Local Comprehensive Cancer Control Toolkit
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Stakeholder Engagement Solutions

Quick Tips
  • Make an effective use of meeting time
  • Determine the best meeting location, time, duration, and frequency
  • Assess how coalition activities complement members' work commitments
  • Create realistic and achievable objectives
  • Celebrate successes

Eliminate Burn Out

When members have too many projects to manage outside of their coalition involvement, they have limited time to participate and engage in coalition activities. Local CCC coalitions must be prepared to maximize meeting time to benefit stakeholders and reduce the threat of competing interests.

It is important to structure coalition meetings in a way that makes an effective use of members' time. Prepare an agenda to focus the meeting purpose and create a spirit of engagement. Decide in advance of the meeting how much time should be allotted to specific topics and the best process for covering each item. You can poll members to determine the most convenient location and format for your coalition meetings. Holding virtual meetings is one way to save members travel time and costs. Meeting duration and frequency also play a role in enhanced membership participation. Meetings longer than 1.5 hours, and meeting more than once monthly can take a toll on members. If your group covers a large geographic area, meeting quarterly may be best.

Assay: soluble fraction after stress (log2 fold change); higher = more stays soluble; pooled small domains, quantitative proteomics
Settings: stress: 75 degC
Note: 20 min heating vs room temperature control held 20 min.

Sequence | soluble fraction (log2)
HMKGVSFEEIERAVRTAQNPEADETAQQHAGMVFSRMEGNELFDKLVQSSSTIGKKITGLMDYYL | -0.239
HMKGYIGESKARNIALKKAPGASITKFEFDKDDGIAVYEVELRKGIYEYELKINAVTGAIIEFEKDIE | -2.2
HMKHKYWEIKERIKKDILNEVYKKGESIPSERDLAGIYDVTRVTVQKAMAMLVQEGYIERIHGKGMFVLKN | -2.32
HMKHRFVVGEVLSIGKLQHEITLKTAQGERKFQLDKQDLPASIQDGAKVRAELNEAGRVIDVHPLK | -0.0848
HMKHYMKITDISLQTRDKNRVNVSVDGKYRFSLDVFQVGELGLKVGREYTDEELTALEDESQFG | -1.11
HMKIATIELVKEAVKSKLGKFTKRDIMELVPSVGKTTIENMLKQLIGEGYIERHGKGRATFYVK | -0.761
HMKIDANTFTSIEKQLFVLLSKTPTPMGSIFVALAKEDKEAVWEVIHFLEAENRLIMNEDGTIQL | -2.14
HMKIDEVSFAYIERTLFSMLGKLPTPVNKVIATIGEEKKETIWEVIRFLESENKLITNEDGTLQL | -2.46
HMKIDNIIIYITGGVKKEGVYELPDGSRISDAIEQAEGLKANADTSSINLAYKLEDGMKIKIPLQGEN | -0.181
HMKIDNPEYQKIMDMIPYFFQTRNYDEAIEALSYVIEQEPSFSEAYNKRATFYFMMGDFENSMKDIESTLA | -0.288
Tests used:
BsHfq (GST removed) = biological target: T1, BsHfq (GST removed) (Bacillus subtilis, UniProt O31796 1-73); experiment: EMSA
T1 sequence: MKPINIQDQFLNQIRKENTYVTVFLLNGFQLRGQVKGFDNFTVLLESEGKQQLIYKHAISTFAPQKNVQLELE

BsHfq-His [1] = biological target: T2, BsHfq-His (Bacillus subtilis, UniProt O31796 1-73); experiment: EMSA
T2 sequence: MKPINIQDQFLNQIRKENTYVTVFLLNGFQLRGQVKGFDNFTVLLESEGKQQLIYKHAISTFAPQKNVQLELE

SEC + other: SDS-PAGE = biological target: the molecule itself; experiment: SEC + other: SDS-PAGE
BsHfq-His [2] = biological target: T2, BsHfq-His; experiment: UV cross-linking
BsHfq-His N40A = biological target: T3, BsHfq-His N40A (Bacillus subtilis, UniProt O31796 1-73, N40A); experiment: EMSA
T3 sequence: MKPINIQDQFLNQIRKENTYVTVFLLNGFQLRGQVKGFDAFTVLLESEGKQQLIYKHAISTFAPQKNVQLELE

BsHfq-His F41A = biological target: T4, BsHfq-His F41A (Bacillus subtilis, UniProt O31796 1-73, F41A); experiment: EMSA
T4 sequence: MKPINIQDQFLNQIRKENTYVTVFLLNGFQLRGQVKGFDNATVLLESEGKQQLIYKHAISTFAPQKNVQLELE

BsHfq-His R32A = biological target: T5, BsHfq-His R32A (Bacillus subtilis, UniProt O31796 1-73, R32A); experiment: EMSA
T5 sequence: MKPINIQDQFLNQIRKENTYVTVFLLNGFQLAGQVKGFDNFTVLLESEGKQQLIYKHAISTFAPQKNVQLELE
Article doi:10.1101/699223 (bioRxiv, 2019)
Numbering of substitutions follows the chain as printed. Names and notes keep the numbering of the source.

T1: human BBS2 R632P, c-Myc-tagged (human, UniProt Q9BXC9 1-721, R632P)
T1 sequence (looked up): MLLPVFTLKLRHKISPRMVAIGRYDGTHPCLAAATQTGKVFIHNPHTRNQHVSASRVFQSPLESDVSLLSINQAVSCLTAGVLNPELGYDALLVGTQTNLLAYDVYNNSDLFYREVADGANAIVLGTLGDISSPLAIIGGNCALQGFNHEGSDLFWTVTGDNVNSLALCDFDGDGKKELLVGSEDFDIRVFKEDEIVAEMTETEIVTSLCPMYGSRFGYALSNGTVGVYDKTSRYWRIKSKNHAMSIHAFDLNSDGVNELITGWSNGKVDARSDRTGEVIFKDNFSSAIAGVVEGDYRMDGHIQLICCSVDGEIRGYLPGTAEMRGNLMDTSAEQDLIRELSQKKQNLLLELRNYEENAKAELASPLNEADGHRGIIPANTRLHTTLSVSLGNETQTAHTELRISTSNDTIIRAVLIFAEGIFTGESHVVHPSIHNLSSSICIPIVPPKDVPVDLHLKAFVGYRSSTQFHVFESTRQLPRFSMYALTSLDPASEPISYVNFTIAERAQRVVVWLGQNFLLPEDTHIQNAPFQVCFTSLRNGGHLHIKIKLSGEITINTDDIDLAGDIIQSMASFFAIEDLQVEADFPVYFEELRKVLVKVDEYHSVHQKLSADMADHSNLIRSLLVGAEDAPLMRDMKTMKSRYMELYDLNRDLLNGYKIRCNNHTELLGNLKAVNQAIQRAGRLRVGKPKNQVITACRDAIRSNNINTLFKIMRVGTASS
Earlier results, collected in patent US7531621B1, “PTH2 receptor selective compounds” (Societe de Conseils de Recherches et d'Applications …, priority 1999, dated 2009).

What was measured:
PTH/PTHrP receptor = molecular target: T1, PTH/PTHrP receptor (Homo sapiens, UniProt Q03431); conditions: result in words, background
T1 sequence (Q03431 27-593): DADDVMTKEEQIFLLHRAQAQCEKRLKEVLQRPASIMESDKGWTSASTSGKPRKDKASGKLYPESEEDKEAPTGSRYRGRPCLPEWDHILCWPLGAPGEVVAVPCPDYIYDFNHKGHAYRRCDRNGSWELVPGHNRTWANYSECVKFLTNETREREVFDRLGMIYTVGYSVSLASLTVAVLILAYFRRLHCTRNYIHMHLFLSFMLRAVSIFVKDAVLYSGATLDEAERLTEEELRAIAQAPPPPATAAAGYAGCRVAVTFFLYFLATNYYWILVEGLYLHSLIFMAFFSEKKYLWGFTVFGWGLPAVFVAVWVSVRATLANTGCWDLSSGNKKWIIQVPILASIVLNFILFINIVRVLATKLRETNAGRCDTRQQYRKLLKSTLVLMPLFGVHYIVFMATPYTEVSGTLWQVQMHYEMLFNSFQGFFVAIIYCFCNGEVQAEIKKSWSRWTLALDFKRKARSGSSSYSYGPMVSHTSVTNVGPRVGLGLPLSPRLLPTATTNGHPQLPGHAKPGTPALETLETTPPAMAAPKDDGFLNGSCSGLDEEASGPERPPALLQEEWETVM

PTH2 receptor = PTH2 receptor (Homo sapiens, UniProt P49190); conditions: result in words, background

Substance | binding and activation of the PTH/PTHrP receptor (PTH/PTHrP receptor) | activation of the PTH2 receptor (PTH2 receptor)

It helps when the work of the coalition complements members' day-to-day work commitments; that way, time spent at coalition meetings does not distract members from accomplishing their other priorities but supports them in achieving their work goals. Assess how the goals and objectives of your coalition align with the goals and objectives of the organizations represented among your membership and find ways to match them with appropriate coalition activities. For example, if your coalition is forming a risk reduction committee to prevent obesity, and you have a member who is working on an obesity prevention campaign at their organization, solicit that member's involvement in your risk reduction committee, so that the work he/she contributes to the coalition will help with their campaign.

Another way to eliminate burn out is to create realistic and achievable objectives for the coalition and celebrate your successes when they are achieved. If goals seem out of reach, then coalition members may become discouraged and drop off of the coalition, because they feel their participation will not make a difference.

Explorative Questions

  • How can we make an effective use of members' time at each meeting?
  • What meeting time, format, location, duration, and frequency is most convenient for members?
  • What is the intersection between the work we must accomplish as a coalition and members' work commitments?
  • What are some quick wins our coalition can work toward?